In case you missed it, Relativity Media, the brainchild production company and distribution shingle of billionaire Ryan Kavanaugh, has filed for bankruptcy. Kavanaugh’s famous for making a formula that had served him quite well until he decided to run his own mini-studio.
His formula was basically a movie version of “Moneyball,” where a lot of insider factors were plugged into an algorithm, which in turn would be the deciding element for greenlighting a movie.
This man is, and always will be, about the bottom line. It’s a business to him, which is why his company’s slate of films, since the beginning really, had absolutely no heart, and will live in eternity in the bargain bin at places like Wal-Mart, and even more likely, Goodwill.
This is the magic formula that decided “Movie 43,” “Paranoia,” “Shark Night 3D,” “Out of the Furnace,” and countless other mediocre and instantly forgettable titles that should be released into theaters?!?
In five years in the business they produced not a single $100M hit domestically. The top grossing films were “Immortals,” “Limitless,” and “Safe Haven.” Those weren’t bad films, but the ones they have on their current release schedule have absolutely zero hype potential, and probably should be destined for straight-to-Redbox anyway.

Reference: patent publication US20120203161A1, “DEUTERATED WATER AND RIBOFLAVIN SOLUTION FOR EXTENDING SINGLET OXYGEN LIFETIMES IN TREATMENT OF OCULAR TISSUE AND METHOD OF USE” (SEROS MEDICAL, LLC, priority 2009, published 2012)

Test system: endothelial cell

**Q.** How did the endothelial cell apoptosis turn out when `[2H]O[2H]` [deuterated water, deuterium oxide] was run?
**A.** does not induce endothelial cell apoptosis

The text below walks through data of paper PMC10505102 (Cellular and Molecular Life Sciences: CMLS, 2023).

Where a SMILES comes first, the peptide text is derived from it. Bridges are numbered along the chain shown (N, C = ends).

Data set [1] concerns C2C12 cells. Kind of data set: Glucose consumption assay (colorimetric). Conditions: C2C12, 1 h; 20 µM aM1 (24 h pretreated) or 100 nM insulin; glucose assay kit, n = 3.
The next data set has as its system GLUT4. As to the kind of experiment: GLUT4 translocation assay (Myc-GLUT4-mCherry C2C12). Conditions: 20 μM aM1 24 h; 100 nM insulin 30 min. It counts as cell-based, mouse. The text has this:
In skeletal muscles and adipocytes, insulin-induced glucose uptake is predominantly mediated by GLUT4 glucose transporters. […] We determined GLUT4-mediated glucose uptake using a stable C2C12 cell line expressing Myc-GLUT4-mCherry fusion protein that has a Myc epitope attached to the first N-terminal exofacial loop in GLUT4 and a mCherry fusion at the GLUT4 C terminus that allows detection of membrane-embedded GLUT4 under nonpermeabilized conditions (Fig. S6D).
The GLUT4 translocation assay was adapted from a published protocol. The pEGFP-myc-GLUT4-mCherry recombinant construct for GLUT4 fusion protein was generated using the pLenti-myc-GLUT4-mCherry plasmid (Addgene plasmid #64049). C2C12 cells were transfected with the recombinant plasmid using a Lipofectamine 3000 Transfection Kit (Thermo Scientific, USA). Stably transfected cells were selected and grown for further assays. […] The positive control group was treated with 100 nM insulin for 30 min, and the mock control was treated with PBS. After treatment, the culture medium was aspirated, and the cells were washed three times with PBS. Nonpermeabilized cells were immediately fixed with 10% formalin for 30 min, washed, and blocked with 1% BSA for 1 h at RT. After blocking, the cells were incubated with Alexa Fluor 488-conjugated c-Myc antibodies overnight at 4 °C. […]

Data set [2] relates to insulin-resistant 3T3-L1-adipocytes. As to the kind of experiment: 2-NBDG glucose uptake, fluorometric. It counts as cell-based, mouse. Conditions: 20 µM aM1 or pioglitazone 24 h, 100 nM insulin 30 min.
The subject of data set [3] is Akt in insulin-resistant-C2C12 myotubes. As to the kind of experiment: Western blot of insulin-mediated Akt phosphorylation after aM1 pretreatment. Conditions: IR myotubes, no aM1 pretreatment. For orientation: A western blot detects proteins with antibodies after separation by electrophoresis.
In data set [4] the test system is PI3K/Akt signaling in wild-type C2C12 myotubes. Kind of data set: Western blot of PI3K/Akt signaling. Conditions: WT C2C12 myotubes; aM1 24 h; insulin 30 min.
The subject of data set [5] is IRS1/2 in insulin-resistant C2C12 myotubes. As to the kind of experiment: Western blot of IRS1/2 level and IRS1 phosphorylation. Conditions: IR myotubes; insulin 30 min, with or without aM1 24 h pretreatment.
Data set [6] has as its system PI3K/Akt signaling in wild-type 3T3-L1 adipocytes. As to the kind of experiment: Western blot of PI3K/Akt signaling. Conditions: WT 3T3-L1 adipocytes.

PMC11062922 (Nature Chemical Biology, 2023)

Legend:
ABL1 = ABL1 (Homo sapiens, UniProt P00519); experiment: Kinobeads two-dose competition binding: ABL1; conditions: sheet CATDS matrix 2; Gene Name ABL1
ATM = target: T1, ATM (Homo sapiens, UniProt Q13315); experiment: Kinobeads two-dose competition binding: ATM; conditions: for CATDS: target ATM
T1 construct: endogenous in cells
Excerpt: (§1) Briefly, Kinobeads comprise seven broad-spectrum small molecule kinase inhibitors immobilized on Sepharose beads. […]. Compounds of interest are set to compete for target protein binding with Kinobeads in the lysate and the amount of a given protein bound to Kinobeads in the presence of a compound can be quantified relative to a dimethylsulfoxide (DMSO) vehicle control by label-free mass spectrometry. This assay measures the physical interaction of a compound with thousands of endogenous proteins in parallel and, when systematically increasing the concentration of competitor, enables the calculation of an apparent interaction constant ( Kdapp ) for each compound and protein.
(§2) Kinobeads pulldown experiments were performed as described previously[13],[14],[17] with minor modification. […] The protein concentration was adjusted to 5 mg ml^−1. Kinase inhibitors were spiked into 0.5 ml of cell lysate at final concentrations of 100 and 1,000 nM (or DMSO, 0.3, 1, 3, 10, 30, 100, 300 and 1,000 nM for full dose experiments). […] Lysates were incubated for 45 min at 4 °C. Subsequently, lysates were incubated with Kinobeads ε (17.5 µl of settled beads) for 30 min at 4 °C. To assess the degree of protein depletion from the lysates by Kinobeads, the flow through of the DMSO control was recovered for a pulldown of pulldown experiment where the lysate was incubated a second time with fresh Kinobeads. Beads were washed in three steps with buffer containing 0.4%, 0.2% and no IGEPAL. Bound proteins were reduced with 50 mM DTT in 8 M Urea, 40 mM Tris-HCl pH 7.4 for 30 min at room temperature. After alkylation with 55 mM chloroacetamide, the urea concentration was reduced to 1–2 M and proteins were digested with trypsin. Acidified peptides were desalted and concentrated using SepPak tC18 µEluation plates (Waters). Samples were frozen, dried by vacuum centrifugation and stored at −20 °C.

Relativity was destined for a drop with the kind of films they were releasing in theaters, and you don’t need HAL 9000 or the WOPR (See “War Games”) or Kavanaugh’s algorithm to tell you that. These were just bad, uninspired decisions, through and through.
In this day and age you need something to hang your hat on, notably, sequels and franchises. In five years, Relativity produced zero sequels. That’s fine for an art house outfit, but Relativity always wanted to play with the big boys—and ended up giving themselves a full-on wedgie.
Yes, we all realize you have to make money in the film business, but excluding the heart and soul factor from the equation—taking out the passion of artists and performers—in your “business” decisions, will eventually lead to this. It’s just the heart of the matter.
Movies make money, sure, but they’re also the poetry of this day and age. Sometimes I think people forget that.
Don’t feel too bad for Kavanaugh though. This week, he told TheWrap.com: “I will win.” And he probably will. Billionaires always somehow manage to survive bankruptcies.
And, to be fair, he is still one heck of a financier. He’ll be back in the business soon, probably producing “Mall Cop 3” or “Wild Hogs 2.” He’d take those odds all day.
“Safe Haven” Poster Courtesy of Relativity Media